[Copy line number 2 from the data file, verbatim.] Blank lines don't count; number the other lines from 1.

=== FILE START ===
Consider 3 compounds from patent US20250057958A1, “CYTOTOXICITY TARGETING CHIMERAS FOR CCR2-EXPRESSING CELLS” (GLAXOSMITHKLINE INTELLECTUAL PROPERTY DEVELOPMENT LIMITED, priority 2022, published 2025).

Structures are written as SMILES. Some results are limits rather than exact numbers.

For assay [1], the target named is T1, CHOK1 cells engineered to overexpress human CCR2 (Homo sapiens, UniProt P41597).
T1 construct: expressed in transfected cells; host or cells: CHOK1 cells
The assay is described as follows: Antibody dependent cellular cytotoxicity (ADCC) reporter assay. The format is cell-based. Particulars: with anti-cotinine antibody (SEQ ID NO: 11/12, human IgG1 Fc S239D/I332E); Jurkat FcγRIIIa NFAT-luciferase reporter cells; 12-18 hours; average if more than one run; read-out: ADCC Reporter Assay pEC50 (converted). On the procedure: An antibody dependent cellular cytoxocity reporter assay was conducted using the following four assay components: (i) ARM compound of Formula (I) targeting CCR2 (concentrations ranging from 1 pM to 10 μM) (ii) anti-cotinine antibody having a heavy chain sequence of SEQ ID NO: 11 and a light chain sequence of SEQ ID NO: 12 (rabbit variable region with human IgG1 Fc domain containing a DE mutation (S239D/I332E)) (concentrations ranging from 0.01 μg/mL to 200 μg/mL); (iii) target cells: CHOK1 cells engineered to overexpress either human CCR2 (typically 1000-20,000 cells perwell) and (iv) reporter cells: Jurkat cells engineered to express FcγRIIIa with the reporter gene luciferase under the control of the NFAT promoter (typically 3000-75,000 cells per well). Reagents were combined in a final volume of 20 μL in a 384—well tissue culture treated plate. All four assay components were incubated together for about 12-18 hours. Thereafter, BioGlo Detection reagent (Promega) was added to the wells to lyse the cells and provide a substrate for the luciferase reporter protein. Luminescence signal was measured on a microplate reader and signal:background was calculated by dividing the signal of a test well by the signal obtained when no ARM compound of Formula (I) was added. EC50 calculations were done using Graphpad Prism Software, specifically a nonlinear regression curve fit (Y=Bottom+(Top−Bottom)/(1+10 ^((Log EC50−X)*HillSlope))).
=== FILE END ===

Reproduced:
Structures are written as SMILES. Some results are limits rather than exact numbers.